Versace in hot water with China over t-shirt design
Luxury brand Versace has apologized after an image on one of its t-shirts appeared to imply Hong Kong and Macau were independent territories, reports the BBC. (https://www.bbc.com/news/business-49315317)
After fierce criticism on social media in China, Versace said it had made a mistake and had stopped selling the tops.
It said it “respects the sovereignty of China’s territorial state.”
The Versace t-shirts, images of which were shared on social media, featured city-country pairs such as Milan-Italy and London-UK.
These also included Hong Kong-Hong Kong and Macau-Macau.
In a post on China’s social media website Weibo, the Italian fashion label said it had stopped selling and had destroyed the t-shirts as of 24 July.
“We apologize for the dispute. We love China and respect the sovereignty of China’s territorial state,” a translation of Versace’s statement said.
The label’s artistic director Donatella Versace issued a similar apology.
“Never have I wanted to disrespect China’s National Sovereignty and this is why I wanted to personally apologize for such inaccuracy and for any distress that it might have caused,” she said on her Instagram account.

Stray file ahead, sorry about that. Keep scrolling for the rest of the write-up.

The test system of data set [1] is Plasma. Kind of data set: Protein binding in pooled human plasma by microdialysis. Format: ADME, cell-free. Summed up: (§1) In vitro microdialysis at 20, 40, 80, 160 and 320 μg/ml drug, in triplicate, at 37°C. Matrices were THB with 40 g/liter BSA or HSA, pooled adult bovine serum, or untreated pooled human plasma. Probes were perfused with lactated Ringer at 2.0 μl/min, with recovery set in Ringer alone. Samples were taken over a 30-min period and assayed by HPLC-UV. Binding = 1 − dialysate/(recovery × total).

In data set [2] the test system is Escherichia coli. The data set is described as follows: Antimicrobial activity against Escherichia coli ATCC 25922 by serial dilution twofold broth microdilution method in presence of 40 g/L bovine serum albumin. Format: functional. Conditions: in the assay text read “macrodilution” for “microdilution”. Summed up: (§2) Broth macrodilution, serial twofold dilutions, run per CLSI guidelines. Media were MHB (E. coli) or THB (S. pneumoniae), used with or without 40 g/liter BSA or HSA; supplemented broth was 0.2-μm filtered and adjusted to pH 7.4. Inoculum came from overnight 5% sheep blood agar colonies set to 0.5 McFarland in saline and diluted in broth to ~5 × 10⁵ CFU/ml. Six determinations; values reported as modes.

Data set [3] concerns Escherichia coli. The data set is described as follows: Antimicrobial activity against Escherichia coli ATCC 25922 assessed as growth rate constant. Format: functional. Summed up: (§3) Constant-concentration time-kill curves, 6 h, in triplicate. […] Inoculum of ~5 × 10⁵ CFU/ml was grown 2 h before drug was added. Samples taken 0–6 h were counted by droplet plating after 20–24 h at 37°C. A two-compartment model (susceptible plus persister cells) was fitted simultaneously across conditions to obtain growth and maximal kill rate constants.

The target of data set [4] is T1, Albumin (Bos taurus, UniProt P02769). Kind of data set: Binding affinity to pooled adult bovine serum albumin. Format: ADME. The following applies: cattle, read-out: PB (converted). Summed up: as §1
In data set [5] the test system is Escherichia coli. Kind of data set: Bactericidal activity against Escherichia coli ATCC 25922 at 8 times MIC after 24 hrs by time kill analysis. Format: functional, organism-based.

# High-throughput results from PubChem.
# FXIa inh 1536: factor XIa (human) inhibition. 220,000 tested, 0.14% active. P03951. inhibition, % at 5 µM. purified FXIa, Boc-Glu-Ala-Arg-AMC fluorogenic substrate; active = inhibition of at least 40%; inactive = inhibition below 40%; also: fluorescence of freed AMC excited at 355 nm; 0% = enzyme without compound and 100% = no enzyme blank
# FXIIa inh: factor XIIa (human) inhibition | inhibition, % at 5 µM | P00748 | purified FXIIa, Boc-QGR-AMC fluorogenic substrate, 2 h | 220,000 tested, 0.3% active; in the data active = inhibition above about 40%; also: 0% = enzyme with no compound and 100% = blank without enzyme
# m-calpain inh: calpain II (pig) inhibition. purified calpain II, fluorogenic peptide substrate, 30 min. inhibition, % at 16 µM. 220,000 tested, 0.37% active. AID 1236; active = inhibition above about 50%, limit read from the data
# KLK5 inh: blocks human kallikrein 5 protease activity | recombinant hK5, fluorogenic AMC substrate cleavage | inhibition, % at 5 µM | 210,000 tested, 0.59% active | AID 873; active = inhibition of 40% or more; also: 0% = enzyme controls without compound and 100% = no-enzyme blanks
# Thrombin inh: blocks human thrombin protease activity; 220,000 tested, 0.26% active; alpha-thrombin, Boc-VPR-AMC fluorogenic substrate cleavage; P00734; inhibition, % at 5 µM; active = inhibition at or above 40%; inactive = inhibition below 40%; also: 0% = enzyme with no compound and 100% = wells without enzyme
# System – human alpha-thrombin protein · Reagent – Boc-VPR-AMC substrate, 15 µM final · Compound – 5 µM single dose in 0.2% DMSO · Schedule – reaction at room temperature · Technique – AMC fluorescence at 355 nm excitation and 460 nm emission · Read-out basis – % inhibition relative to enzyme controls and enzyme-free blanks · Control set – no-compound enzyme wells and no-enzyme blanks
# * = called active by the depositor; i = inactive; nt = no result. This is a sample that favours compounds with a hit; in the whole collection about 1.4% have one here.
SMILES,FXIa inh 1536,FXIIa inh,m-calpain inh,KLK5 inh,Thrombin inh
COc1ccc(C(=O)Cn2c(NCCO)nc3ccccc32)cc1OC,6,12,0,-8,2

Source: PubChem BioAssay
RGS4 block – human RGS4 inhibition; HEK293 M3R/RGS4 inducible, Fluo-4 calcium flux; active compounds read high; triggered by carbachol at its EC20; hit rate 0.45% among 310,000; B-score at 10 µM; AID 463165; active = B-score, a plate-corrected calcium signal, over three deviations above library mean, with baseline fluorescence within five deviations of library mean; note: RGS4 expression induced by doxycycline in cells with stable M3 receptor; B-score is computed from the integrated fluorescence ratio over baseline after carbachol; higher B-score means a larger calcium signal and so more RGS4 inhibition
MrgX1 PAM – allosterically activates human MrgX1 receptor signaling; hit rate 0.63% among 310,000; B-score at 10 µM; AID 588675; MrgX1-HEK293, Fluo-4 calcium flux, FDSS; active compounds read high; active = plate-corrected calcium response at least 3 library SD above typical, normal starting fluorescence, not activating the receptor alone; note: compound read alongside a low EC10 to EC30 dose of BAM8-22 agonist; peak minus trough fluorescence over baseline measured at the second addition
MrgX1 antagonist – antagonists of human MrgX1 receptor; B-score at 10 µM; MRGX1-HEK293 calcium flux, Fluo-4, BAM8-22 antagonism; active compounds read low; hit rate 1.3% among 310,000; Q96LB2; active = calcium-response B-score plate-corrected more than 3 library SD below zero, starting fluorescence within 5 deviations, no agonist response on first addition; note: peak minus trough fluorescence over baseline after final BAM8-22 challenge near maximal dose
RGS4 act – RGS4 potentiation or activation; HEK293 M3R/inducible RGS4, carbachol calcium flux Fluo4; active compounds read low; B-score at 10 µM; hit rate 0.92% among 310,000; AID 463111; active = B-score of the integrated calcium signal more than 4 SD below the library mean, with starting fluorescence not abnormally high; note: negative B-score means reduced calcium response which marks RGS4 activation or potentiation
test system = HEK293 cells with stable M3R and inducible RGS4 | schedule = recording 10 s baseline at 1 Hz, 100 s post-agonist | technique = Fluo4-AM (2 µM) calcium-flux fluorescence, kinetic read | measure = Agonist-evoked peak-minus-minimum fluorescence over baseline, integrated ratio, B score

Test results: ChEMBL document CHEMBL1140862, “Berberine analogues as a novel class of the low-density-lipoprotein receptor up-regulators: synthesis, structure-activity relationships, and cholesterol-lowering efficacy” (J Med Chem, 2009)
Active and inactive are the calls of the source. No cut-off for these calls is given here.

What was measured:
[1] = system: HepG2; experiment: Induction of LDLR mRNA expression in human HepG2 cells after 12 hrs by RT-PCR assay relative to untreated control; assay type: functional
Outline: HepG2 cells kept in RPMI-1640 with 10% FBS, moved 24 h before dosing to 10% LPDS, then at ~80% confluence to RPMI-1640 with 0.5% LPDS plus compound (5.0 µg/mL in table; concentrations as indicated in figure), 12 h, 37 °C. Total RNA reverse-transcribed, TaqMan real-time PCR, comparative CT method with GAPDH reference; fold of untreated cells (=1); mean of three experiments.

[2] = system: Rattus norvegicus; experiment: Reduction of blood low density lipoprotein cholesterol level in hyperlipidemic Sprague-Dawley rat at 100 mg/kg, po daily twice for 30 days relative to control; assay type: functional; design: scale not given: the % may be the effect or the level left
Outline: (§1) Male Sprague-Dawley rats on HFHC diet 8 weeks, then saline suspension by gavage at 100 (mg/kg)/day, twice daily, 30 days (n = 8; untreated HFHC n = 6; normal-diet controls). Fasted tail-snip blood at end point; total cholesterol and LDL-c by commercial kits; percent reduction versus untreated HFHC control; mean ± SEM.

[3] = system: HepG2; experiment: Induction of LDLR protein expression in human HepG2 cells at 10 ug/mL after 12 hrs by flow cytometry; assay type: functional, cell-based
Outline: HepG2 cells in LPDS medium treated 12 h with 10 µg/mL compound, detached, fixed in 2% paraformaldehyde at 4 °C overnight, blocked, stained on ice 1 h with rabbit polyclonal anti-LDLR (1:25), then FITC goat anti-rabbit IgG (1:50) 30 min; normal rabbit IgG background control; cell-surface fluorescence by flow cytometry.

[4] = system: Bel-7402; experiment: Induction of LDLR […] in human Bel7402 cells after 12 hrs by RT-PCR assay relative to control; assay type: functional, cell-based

The incident also led to Versace’s China brand ambassador Yang Mi, a popular actress in the country, cutting ties with the brand.
Fashion brands Givenchy and Coach are also facing a backlash for not adhering to China’s territorial claims.
Coach’s China ambassador Liu Wen, a model, said on Weibo that she had ended her contract with the company over a t-shirt which listed Taiwan as a country.
Coach said it corrected the error last year and apologized.
Separately, Chinese boy band member Jackson Yee said he had quit as a Givenchy spokesman after pictures emerged of one of its shirts listing Hong Kong and Taiwan in a similar way. Givenchy also apologized.
Last year, the Gap apologised for selling t-shirts which it said showed an “incorrect map” of China.
The design featured just the mainland and not territories that China also claims, such as Taiwan. Beijing considers self-ruling Taiwan to be a breakaway province.
Several other companies including Marriott and Delta Airlines issued similar apologies in 2018 after information on their websites appeared to conflict with China’s territorial claims.
Beijing had earlier demanded a group of foreign airlines respect China’s sovereignty claims and change the way they refer to Taiwan, Hong Kong and Macau.